Vive la France! Vive l'Empereur!
Vive l'Empereur's French theme park?
Oui! Just as some U.S. politicians today are busy venerating "American exceptionalism," the French are apparently having, as Times staff writer Devorah Lauter put it, "something of a Napoleon moment."
And in the town of Montereau-fault-Yonne, she writes, scene of one of Napoleon Bonaparte's final victories -- over Austrian troops and their allies 198 years ago -- that fervor has sparked plans for a theme park "complete with snowy battle reenactments and a ride in the shape of Napoleon's famous arched hat."
Oh boy, you can't say the French don’t know how to have fun. Still:
The idea is not to vaunt a bygone glory, [Mayor Yves] Jego insisted, but rather "to give a little pride to France, to show that the figure of their history has an international dimension," and to use "innovative" ways to illuminate his unappreciated sides.
Well, OK, if you say so. Because his other sides are pretty well known, and somewhat less savory:
Yes, the hero's grandiose ambitions led to war after war, countless deaths and, finally, the collapse of his empire.
Now here in California, we know from theme parks. We've got Disneyland (which has been exported to France, of course), Knott's Berry Farm, Six Flags Magic Mountain and Universal Studios Hollywood, to name a few.
But we just honor cartoon characters, and movie creatures. Sometimes we do take note of famous American leaders -- like Abraham Lincoln at Disneyland -- but no one much cares. Kids today would much rather throw up on Space Mountain than listen to a robot that looks like Lincoln "perform."
Sure, Jefo can argue that Napoleon was "a legal authority of great standing, an extraordinary conqueror, an incredible soldier, strategist and a romantic."
"I think that history should be shared with the people," he said. "And visiting a historic park is more enriching than visiting a park about a cartoon character, however great he is."
But Jefo obviously hasn't ridden on Space Mountain or King Kong 360-3D lately.
No, if he wants his Napoleon theme park to succeed, it had better be more "Austerlitz: Kill Zone 360" and less "Hello, Josephine, My Little Buttercup."
Instead, although details are sketchy, Lauter writes:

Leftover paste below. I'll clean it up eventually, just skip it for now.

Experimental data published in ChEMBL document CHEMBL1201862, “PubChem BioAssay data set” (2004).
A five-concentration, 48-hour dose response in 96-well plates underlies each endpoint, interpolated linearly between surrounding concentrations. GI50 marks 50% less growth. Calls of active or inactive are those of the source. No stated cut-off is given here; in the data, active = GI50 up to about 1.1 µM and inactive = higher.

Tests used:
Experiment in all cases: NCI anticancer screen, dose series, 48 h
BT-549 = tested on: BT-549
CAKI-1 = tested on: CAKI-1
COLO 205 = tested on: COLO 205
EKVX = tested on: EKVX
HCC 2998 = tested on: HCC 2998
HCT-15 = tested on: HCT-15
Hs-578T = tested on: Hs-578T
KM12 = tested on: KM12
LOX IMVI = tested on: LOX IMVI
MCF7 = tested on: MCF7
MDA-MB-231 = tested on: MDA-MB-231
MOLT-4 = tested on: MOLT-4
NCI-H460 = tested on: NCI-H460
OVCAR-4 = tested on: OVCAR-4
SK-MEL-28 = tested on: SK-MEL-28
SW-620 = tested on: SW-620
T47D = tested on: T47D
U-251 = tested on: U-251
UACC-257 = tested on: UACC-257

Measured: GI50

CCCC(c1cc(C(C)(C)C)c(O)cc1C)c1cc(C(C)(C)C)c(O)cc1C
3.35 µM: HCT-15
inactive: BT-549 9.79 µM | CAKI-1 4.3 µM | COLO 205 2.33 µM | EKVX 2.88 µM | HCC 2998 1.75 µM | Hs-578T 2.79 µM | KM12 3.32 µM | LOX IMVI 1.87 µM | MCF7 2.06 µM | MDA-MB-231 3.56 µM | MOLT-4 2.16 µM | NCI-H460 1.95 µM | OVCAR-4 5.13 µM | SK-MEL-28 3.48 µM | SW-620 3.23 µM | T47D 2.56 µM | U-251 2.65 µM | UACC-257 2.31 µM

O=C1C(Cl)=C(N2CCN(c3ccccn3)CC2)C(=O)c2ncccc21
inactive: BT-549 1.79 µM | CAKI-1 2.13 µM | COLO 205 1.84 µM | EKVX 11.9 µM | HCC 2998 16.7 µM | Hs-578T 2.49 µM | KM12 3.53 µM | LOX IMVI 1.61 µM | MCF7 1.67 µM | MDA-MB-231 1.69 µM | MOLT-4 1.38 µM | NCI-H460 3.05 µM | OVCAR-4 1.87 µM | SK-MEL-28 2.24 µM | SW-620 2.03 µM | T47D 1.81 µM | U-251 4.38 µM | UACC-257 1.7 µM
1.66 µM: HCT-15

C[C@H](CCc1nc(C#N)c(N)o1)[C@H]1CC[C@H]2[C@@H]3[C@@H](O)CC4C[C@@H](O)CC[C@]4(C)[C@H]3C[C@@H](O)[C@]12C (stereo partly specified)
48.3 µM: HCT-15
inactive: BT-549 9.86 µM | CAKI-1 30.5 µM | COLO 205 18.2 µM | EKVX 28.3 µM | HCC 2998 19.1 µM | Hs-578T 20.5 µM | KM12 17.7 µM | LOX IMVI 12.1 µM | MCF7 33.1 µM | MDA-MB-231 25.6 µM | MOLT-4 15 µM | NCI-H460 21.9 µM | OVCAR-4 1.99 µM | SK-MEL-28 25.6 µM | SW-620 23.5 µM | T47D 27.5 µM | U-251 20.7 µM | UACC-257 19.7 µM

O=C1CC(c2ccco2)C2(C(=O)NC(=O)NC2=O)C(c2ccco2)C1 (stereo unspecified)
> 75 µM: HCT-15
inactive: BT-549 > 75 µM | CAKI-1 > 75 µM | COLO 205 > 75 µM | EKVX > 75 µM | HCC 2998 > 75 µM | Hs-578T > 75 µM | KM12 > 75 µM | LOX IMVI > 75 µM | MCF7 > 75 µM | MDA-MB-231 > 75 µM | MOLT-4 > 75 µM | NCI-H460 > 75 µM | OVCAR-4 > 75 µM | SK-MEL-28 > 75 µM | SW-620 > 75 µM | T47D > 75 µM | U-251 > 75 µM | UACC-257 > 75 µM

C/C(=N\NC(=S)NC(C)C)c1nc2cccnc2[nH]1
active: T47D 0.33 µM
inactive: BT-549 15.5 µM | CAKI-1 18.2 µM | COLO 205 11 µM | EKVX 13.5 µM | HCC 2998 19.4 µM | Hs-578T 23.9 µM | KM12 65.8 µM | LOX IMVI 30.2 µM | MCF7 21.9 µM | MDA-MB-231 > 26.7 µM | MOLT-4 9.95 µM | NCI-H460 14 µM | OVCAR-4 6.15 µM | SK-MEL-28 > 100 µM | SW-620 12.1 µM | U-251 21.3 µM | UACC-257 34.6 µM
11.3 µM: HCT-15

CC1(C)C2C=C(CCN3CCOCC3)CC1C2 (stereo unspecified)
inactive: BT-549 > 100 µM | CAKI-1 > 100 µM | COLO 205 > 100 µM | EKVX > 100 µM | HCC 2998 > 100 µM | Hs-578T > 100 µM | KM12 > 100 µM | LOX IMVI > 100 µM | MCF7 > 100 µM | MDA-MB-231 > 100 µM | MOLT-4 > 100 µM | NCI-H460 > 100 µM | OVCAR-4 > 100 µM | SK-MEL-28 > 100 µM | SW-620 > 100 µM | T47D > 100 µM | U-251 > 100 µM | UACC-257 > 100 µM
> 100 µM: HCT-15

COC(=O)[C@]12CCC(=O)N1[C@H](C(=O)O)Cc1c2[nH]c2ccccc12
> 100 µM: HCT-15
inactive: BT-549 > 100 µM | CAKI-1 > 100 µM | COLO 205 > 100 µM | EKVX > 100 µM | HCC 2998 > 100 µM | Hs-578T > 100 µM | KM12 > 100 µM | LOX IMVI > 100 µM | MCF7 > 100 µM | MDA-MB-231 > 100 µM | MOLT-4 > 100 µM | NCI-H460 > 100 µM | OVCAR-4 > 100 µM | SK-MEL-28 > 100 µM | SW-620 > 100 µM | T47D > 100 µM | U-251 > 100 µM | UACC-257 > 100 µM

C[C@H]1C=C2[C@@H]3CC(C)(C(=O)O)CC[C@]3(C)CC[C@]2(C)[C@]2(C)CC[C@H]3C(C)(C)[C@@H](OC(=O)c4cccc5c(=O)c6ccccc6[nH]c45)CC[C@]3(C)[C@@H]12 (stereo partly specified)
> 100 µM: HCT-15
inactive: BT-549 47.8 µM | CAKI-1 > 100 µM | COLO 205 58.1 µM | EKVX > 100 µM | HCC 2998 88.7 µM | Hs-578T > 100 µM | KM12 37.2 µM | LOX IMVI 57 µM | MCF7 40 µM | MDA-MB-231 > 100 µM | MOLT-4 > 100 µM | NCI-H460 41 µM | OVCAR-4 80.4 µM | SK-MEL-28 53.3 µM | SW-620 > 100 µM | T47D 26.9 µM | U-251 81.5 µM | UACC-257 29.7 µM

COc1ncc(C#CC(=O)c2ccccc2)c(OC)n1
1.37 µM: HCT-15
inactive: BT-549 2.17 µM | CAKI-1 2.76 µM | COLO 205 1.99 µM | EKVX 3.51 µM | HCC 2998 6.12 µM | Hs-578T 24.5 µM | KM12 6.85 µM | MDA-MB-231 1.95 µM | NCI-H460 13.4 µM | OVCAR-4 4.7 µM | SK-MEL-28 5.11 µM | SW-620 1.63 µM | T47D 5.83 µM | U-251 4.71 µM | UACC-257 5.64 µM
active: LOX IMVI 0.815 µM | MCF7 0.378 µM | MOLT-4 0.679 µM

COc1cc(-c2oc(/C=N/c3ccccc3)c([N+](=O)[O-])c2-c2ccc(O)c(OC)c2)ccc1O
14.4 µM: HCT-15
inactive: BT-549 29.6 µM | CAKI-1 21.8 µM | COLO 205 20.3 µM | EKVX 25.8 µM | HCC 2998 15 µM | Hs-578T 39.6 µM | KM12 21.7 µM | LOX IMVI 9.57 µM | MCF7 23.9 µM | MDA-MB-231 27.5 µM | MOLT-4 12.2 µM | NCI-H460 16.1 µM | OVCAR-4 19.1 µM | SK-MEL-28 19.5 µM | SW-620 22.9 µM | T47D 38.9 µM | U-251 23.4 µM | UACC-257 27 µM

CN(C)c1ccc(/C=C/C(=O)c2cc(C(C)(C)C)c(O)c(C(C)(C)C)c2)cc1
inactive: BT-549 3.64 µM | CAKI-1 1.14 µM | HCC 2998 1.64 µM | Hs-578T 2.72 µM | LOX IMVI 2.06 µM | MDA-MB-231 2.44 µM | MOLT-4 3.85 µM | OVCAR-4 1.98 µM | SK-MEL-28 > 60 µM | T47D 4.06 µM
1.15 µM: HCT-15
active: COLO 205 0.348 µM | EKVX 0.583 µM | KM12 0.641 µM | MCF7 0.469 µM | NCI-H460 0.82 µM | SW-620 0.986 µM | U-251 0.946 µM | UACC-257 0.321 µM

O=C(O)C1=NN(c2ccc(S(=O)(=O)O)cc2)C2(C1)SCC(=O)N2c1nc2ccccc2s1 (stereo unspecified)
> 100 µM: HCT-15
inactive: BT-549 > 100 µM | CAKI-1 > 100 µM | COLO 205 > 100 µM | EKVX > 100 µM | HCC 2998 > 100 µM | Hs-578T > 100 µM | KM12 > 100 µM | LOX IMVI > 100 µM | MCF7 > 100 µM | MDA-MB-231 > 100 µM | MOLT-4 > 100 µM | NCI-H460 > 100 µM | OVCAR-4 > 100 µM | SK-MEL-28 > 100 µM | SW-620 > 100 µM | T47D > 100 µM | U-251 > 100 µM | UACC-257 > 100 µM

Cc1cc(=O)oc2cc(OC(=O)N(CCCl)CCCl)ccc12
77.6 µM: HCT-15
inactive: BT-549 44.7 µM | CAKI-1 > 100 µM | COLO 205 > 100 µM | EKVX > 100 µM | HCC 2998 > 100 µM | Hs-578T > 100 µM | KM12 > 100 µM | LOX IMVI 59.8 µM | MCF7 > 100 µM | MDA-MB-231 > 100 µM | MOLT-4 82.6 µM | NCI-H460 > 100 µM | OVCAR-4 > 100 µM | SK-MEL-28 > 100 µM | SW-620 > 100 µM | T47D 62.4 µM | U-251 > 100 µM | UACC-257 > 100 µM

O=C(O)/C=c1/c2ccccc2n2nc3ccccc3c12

One sketch shows a giant N-shaped water feature running through a landscape sprinkled with carefully trimmed parks typical of the period, castles, a cathedral, a small mountain range and a likeness of the Sphinx.
Which, except for the Sphinx, just sounds like a smaller version of France itself.
Heck, I've visited the country twice. The whole place is like a theme park already. I mean, Mont St. Michel is way better than Cinderella's Castle. Most of Paris is far more charming than Universal CityWalk. (Although much of the country does shut down every day from noon to 2 for lunch -- and for all of August, naturally. On the plus side, you can eat dinner all night long.)
This is the Old World, though, so of course there's this "never miss a chance to rub it in" critique from across the English Channel:
"A country which can still partly revere such a man surely has a problem," wrote Stephen Glover of Britain's Daily Mail, describing Napoleon as "a man whose actions led to the deaths of millions of people -- and whose defeat paved the way for British 19th century supremacy, reducing France to the rank of a second-rate power where, let us be honest, it has remained."
Which is pretty funny when you think of it: A columnist from a second-rate power calling out another second-rate power. And one from a paper that's busy celebrating the Diamond Jubilee of that ultra-modern institution, the British monarchy.
No, I'm not so ready to kill Mayor Jego's dream.
And especially not when Napoleon's tomb was one of my favorite stops in Paris.
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Photo: Montereau-fault-Yonne Mayor Yves Jego with performers dressed in Napoleonic uniform. Credit: Devorah Lauter / For The Times